Medium ground finch
|Medium ground finch|
The medium ground finch (Geospiza fortis) is a species of bird in the Thraupidae family. It is endemic to the Galapagos Islands. Its natural habitats are subtropical or tropical dry forests and subtropical or tropical dry shrubland. One of Darwin's finches, the species was the first which scientists have observed evolving in real-time.
In 1977, a severe drought reduced the supply of seeds in the Galapagos. The finch, which normally preferred small and soft seeds, was forced to turn to harder larger seeds. Subsequently, there has been a 10% change in the size of beak for these finches in a couple of generations.
The population of medium ground finches has been experiencing inbreeding depression due to small population numbers. Inbreeding depression occurs when there is a decrease in fitness due to individuals mating with genetic relatives. Typically, this leads to a loss of genetic diversity and a reduction in heterozygosity.
Like the other members of its genus, the medium ground finch is strongly sexually dimorphic; the female's plumage is brown and streaky, while male's is solid black, with white tips to the undertail coverts. The bird measures 12.5 cm (4.9 in) in length—which falls between the lengths of the small and large ground finches.[nb 1] The bill of this species is quite variable in size, though the length of the upper mandible is always greater than the depth of the bill at its base. The wing shape, on average, seems to change with ecological shifts. Different selective pressures act on the wing shape of the finches, such as natural and sexual selection. The males have shorter, rounder wings, which help with maneuvering around a female during sexual displays.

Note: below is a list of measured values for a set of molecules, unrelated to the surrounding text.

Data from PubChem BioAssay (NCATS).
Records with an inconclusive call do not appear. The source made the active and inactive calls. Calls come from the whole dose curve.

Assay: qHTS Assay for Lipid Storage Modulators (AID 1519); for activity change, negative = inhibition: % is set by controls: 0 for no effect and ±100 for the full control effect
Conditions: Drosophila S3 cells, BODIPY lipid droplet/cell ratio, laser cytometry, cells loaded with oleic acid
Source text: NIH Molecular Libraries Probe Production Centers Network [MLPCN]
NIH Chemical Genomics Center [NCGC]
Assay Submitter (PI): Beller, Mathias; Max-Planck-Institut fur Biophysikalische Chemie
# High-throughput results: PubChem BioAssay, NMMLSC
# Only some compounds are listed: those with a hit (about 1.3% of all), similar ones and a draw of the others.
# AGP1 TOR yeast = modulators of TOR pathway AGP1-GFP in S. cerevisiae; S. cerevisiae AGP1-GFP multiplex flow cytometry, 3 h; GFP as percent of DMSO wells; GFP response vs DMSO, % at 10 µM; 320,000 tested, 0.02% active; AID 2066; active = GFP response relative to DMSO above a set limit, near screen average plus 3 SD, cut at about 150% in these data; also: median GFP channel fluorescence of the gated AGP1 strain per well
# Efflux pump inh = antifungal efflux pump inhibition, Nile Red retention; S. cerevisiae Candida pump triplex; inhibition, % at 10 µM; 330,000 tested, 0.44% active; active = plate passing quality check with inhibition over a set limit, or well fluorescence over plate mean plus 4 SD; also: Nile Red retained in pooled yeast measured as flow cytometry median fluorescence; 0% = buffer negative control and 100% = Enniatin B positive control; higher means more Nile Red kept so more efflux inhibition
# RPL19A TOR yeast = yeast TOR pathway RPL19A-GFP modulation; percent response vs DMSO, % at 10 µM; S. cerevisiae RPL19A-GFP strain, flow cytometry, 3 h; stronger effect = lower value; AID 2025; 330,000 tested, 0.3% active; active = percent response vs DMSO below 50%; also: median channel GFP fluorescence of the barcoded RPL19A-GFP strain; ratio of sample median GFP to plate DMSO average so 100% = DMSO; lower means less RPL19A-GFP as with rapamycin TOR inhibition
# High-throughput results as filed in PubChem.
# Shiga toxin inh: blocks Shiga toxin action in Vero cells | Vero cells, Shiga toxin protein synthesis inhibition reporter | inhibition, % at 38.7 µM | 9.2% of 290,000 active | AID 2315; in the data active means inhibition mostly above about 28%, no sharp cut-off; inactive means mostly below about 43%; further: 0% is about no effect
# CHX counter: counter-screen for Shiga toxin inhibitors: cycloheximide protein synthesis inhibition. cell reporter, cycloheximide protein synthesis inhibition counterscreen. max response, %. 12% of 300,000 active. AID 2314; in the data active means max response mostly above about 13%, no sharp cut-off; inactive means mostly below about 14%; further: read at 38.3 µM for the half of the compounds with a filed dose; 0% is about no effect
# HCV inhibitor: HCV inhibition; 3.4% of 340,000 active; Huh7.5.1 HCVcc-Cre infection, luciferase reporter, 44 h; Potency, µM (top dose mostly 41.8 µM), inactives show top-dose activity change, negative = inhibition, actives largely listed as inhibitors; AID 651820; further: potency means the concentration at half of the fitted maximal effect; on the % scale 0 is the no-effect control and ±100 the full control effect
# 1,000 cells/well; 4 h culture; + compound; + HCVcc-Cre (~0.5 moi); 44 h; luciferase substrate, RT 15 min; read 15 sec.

Habitat and range
The medium ground finch feeds primarily on seeds, although it is also known to eat flowers, buds, and young leaves, and the occasional insect. It forages either on the ground or in low vegetation.
The medium ground finch has been under parasitism of Philornis downsi, as well as the avian pox virus (Poxvirus avium). Although outbreaks of the virus have been historically rare, in 2008 there was an outbreak that showed to be present in 50% of the finches tested. As a result, the finches have developed antibodies to fight specific invasive parasites. The finches with the highest amount of antibodies tend to have the highest fitness, and therefore produce more viable offspring.
- By convention, length is measured from the tip of the bill to the tip of the tail on a dead bird (or skin) laid on its back.
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- BirdLife International (2012). "Geospiza fortis". IUCN Red List of Threatened Species. Version 2012.1. International Union for Conservation of Nature. Retrieved 16 August 2012.
- Markert, J, & Grant, P (2004). Neutral Locus Heterozygosity, Inbreeding, and Survival in Darwin’s Ground Finches (Geospiza fortis and G. scandens). Heredity, 306, 15.
- Scott, Thomas, ed. (1996). Concise Encyclopedia Biology. Berlin, Germany: Walter de Gruyter. p. 510. ISBN 978-3-11-010661-9.
- Swash & Still (2006), p. 102.
- Cramp, Stanley, eds. (1977). Handbook of the Birds of Europe, the Middle East and North Africa: Birds of the Western Palearctic, Volume 1, Ostrich to Ducks. Oxford University Press. p. 3. ISBN 978-0-19-857358-6.
- Vanhooydonck, B, & Herrel, A (2009). Wing Shape Variation in the Medium Ground Finch (Geospiza fortis): An Ecomorphological Approach. Biological Journal of the Linnean Society, 129, 38.
- Swash & Still (2006), p. 32.
- Swash & Still (2006), p. 152.
- Huber, S, & Owen, J (2010). Ecoimmunity in Darwin's Finches: Invasive Parasites Trigger Acquired Immunity in the Medium Ground Finch (Geospiza fortis). Public Library of Science, 5, 1-6.
Swash, Andy; Still, Rob (2006). Birds, Mammals and Reptiles of the Galapagos Islands: An Identification Guide. New Haven, CT, USA: Yale University Press. ISBN 978-0-300-11532-1.